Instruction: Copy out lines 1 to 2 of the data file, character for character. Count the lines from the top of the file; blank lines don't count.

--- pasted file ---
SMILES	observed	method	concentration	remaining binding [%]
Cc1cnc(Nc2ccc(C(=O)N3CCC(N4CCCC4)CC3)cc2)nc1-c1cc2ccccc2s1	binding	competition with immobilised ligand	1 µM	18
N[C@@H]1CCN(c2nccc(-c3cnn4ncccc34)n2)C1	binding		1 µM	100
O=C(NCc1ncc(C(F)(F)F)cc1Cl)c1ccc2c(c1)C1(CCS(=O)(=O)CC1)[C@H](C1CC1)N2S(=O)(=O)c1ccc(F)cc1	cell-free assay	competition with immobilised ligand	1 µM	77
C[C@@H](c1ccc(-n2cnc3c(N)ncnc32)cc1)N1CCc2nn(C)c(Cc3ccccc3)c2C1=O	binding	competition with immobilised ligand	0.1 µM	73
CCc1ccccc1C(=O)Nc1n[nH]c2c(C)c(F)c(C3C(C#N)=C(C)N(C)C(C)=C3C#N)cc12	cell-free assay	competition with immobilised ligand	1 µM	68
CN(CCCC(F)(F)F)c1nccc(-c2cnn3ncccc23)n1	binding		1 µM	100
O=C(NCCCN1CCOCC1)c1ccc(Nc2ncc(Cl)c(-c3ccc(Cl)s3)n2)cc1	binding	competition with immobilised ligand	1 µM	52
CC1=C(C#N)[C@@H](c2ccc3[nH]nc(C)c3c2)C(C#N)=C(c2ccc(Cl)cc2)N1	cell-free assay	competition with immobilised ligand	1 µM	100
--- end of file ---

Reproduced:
SMILES	observed	method	concentration	remaining binding [%]
Cc1cnc(Nc2ccc(C(=O)N3CCC(N4CCCC4)CC3)cc2)nc1-c1cc2ccccc2s1	binding	competition with immobilised ligand	1 µM	18